Lessons for COVID: How natural disasters reshape supply chains
- The immediate consequences of natural disasters for global value chains are well-documented.
- But little is known about the longer term consequences.
- Four economists explore the long-term impact of the 2011 earthquake in Japan on auto and electronics supply chains data on imports.
- They found imports shifted to new suppliers, especially in products where dependence on Japan was greater.
- They predict that this pattern of switching may be relevant to the COVID-19 pandemic.
COVID-19 has disrupted global value chains (GVCs). Some observers expect firms to respond by abandoning their pursuit of lower production costs in favour of building stronger resilience in production – by reshoring, nearshoring, and/or diversifying sources of production (e.g. Javorcik 2020, Kilic and Marin 2020, Lund et al. 2020, UNCTAD 2020). In contrast, others have argued that the same technological and institutional factors that have underpinned the international fragmentation of production in the past decades would make a retrenchment of GVCs post-COVID-19 unlikely, unless there is a radical change in the policy environment (Antràs 2021, Baldwin 2020).
The long-term impact of natural disasters on global value chains and their organisation is ultimately an empirical question. To understand how firms behave when faced with new risks, we examine in a recent paper how trade patterns adjusted in the longer term after the 2011 earthquake in Japan (Freund et al. 2021). Our results suggest reshoring, nearshoring, and diversification are unlikely, but production is likely to shift away from risky countries to which importers are highly exposed and towards low-cost producers and large countries.
Most of the existing literature on trade and natural disasters focuses on how GVCs transmit shocks in the short run, domestically (Carvalho et al. 2016) and internationally (Boehm et al. 2019). The literature on the Japan earthquake shows that the immediate effects were highly disruptive because there were few substitutes for Japanese suppliers. Boehm et al. (2019) find that Japanese multinationals in the US lost access to intermediate inputs and experienced severe reductions in production as a result. A shortage of over 100 parts left Toyota’s North American operations operating at 30% capacity for several weeks (Canis 2011).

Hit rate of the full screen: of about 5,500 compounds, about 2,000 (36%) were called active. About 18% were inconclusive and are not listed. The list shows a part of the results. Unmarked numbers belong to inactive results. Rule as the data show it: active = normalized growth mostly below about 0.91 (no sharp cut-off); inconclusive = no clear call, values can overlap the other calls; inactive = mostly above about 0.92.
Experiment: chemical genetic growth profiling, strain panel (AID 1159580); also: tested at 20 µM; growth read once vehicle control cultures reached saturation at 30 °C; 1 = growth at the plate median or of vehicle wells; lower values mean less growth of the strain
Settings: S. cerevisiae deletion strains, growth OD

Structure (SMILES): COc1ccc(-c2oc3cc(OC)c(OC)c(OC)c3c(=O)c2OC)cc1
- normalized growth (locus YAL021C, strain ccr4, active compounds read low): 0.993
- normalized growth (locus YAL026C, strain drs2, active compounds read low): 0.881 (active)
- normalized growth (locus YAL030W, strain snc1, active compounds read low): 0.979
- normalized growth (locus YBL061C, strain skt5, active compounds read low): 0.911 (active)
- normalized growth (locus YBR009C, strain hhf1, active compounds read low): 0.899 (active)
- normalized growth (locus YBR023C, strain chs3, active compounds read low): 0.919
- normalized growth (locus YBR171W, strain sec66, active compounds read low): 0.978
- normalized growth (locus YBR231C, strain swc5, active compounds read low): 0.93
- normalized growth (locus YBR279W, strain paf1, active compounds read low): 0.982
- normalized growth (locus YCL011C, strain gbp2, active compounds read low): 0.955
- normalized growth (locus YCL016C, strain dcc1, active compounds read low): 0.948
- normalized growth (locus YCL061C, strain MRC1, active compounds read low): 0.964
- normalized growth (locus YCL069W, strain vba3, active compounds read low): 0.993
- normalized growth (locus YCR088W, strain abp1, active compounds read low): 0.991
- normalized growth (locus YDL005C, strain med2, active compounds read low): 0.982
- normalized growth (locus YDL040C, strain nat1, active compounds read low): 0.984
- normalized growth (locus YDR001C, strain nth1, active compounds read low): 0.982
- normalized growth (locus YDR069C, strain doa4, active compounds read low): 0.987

We focus instead on the longer-term effects of the Japan shock on trade patterns, using data on two GVC-intensive industries – autos and electronics. The main result is that importing countries shifted away from Japanese suppliers of goods where they were especially dependent on these suppliers. Figure 1 shows the average shares of auto and electronics products imported from Japan by a group of importing countries which were large auto producers and electronics exporters. The left panel shows shares of imports from Japan for products where Japan was not a prominent supplier prior to the shock (i.e. accounted for less than 15% of total imports of that product by the country). The right panel focuses on imported products where there was greater dependence on Japanese suppliers (i.e. accounted for more than 15% of total imports in a product line). The figure shows that reliance on Japanese suppliers dropped sharply following the 2011 earthquake for the importer-product pairs most dependent on Japan. In both industries, the earthquake appeared to accelerate pre-existing declining trends, but the drop was precipitous – more than 10% – for the auto industry. These persistent declines show that large shocks do lead to a partial reconfiguration of supply chains: while less exposed importers return to near pre-crisis operations after the shock, it is the more dependent producers that tend to change production structures. The results complement those from Zhu et al. (2016), who use Japanese firm-level investment data from 2010-2013 to show that the earthquake increased manufacturing offshoring from Japan among firms in the prefectures most affected by the disaster.
Apart from the change in imports from Japan, we also investigate whether the 2011 earthquake led to a diversification of imports and to reshoring or nearshoring of production. We find, somewhat surprisingly, that importers more exposed to Japan before the 2011 earthquake did not increase import diversification in either auto or electronics. There is also no evidence that countries re-shored production. In fact, importers more exposed to Japan before the 2011 earthquake increased total imports to a greater extent than other importers, which is consistent with an intensification of offshoring rather than reshoring.